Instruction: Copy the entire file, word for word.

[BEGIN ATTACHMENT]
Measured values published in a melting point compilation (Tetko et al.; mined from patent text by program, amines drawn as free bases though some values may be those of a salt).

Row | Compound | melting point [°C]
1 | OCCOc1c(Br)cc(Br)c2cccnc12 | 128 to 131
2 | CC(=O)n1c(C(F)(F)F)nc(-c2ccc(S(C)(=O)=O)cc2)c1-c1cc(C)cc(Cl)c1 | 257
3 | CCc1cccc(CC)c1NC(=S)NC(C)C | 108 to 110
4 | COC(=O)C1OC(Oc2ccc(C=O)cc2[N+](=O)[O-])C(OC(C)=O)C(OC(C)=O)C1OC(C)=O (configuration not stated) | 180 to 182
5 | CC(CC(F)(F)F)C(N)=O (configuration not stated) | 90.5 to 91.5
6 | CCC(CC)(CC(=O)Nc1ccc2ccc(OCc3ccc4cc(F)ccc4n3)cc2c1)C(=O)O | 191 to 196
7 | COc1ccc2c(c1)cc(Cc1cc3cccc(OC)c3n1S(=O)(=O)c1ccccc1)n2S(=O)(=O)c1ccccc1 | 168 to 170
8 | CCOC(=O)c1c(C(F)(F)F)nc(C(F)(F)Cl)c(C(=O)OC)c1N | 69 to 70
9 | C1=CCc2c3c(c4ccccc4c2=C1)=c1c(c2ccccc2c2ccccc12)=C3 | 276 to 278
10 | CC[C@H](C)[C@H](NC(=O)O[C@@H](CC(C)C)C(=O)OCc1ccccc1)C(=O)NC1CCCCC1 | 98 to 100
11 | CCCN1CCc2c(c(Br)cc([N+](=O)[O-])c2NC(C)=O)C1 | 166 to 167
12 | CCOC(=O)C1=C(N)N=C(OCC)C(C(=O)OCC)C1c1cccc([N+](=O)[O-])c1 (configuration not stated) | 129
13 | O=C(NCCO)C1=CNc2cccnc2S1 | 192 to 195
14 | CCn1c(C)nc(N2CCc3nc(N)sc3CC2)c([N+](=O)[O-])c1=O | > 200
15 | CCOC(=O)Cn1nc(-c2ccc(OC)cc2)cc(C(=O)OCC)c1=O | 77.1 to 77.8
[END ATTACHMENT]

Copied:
Measured values published in a melting point compilation (Tetko et al.; mined from patent text by program, amines drawn as free bases though some values may be those of a salt).

Row | Compound | melting point [°C]
1 | OCCOc1c(Br)cc(Br)c2cccnc12 | 128 to 131
2 | CC(=O)n1c(C(F)(F)F)nc(-c2ccc(S(C)(=O)=O)cc2)c1-c1cc(C)cc(Cl)c1 | 257
3 | CCc1cccc(CC)c1NC(=S)NC(C)C | 108 to 110
4 | COC(=O)C1OC(Oc2ccc(C=O)cc2[N+](=O)[O-])C(OC(C)=O)C(OC(C)=O)C1OC(C)=O (configuration not stated) | 180 to 182
5 | CC(CC(F)(F)F)C(N)=O (configuration not stated) | 90.5 to 91.5
6 | CCC(CC)(CC(=O)Nc1ccc2ccc(OCc3ccc4cc(F)ccc4n3)cc2c1)C(=O)O | 191 to 196
7 | COc1ccc2c(c1)cc(Cc1cc3cccc(OC)c3n1S(=O)(=O)c1ccccc1)n2S(=O)(=O)c1ccccc1 | 168 to 170
8 | CCOC(=O)c1c(C(F)(F)F)nc(C(F)(F)Cl)c(C(=O)OC)c1N | 69 to 70
9 | C1=CCc2c3c(c4ccccc4c2=C1)=c1c(c2ccccc2c2ccccc12)=C3 | 276 to 278
10 | CC[C@H](C)[C@H](NC(=O)O[C@@H](CC(C)C)C(=O)OCc1ccccc1)C(=O)NC1CCCCC1 | 98 to 100
11 | CCCN1CCc2c(c(Br)cc([N+](=O)[O-])c2NC(C)=O)C1 | 166 to 167
12 | CCOC(=O)C1=C(N)N=C(OCC)C(C(=O)OCC)C1c1cccc([N+](=O)[O-])c1 (configuration not stated) | 129
13 | O=C(NCCO)C1=CNc2cccnc2S1 | 192 to 195
14 | CCn1c(C)nc(N2CCc3nc(N)sc3CC2)c([N+](=O)[O-])c1=O | > 200
15 | CCOC(=O)Cn1nc(-c2ccc(OC)cc2)cc(C(=O)OCC)c1=O | 77.1 to 77.8